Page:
Husted had an excuse reminiscent of the annoying kid in class who tries to get out of trouble by being excessively pedantic over the language of the rules. Husted pointed out that the resolution adopted by Ohio that allows 17-year-olds to vote only allowed them to nominate candidates, not elect them. What does that have to do with the primaries? Well, technically, you elect delegates in a presidential primary, not vote to nominate a candidate. Therefore, you can’t vote in the primary if you’re under 18.

Yes, this was Husted’s real justification for his disgustingly authoritarian move. In case you think that sounds like a weak, childish excuse, Ohio courts agreed; his ruling was tossed out by judges as a flawed interpretation of the resolution. It is doubtful Husted expected anything less; in fact, one has to note that his timing — announcing this policy change a week before the primary — likely reflected his hope that courts would not toss it out until the primary had already passed. Unfortunately for Husted (but fortunately for Ohio voters), the judiciary was having none of his games.

This wasn’t the first of Husted’s games, but rather one of the most egregious. Husted has shown his flair for voter suppression plenty for one to make example of. He’s even being sued for violating the electoral rights of blind people. Husted simply can’t help himself from suppressing democratic processes.

In fact, not long after he was elected as secretary of state, Husted made a rule that may seem benign at face value; Ohio polls must open and close at the same time statewide. However, this rule had a subtle bite to it. Ohio polls often opened earlier and closed later in dense urban areas, because so many more people had to go to the polls. Hours-long lines would make voting difficult for anyone with a day job, so the extended hours helped alleviate the burden.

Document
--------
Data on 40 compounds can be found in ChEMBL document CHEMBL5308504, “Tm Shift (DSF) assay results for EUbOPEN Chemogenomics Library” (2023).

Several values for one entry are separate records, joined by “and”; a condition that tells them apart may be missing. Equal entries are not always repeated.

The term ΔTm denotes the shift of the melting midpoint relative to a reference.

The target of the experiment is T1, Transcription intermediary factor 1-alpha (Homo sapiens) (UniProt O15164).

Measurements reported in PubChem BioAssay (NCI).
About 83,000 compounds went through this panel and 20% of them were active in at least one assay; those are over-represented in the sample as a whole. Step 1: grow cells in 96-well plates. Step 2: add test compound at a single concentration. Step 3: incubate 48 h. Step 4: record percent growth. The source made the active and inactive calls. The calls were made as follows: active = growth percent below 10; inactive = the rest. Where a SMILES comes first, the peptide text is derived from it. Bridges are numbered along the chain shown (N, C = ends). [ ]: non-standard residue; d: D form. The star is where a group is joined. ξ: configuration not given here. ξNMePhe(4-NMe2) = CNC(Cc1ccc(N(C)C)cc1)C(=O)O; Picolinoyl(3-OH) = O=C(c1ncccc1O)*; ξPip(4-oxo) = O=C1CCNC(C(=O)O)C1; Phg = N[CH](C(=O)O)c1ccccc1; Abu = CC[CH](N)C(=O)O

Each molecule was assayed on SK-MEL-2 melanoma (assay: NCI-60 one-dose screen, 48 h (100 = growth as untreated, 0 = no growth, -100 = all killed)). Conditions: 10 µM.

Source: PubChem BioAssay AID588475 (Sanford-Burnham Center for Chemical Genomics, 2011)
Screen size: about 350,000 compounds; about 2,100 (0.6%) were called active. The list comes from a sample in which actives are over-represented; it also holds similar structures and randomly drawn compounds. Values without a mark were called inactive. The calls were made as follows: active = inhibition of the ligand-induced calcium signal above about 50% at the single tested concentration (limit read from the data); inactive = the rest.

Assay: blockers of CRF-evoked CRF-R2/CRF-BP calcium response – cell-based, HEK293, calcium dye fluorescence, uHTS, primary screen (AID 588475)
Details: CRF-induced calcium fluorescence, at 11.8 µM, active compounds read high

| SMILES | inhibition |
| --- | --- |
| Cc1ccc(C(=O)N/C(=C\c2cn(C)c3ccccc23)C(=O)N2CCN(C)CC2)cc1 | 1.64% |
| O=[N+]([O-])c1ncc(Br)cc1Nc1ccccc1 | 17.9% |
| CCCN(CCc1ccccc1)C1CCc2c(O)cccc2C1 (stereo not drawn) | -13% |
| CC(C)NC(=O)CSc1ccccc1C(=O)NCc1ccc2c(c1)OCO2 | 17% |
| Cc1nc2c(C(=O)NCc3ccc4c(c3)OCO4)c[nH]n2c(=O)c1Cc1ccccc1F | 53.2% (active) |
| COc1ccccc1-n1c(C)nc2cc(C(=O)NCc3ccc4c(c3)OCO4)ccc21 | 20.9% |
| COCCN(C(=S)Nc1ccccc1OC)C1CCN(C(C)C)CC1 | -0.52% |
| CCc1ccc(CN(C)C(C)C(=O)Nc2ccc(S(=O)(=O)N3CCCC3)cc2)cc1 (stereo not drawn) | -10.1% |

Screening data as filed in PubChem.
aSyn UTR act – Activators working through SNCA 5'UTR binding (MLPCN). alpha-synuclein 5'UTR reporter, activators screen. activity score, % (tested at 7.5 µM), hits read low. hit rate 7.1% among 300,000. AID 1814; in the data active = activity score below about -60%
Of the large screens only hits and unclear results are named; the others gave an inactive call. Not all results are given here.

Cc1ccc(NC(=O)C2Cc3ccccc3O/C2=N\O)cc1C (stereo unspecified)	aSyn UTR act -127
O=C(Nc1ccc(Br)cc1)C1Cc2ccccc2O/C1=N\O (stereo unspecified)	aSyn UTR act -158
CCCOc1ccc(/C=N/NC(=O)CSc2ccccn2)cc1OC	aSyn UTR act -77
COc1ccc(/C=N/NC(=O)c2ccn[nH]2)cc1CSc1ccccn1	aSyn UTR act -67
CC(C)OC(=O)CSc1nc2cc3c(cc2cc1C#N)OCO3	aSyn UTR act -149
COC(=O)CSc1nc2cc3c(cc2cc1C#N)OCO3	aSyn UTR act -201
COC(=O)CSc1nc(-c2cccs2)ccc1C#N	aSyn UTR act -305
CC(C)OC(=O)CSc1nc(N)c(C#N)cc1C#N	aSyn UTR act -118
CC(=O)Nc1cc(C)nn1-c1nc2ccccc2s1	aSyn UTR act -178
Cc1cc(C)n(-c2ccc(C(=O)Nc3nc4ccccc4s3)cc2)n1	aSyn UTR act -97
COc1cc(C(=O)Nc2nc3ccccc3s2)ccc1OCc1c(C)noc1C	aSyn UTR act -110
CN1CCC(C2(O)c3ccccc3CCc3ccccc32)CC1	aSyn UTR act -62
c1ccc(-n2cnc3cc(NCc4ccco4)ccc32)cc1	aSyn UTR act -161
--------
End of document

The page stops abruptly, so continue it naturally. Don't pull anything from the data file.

Husted was having none of that. Urban voters are significantly more likely to be Democrats. Rather than risk letting these (largely African-American) urban voters participate in democracy, Husted preferred to enact rules that remind one of suppressive tactics like poll taxes and literacy tests. By reducing the opportunities for African-American urban voters to cast their ballots, Husted has created a voting system that resembles a modern Jim Crow.

Husted has shown nothing but contempt for democracy, particularly the democratic participation of left-leaning groups. This corrupt and shameless politician has incessantly abused his position as secretary of state to rig results in his party’s favor, and now he has the gall to seek further office in Ohio. By adding Husted to his ticket, DeWine has made himself complicit in these activities. Ohio voters must reject these unethical individuals come November; one can only imagine what further suppression will be pursued should they win.

Load More Related Articles
Load More By Tim Zelina
Load More In Opinion

Leave a Reply

Your email address will not be published. Required fields are marked *

Check Also

Election 2018: Ohio and Athens County Midterm Results

Results of the 2018 General Election follow as of Tuesday, Nov. 6 after 11:30 p.m.: State …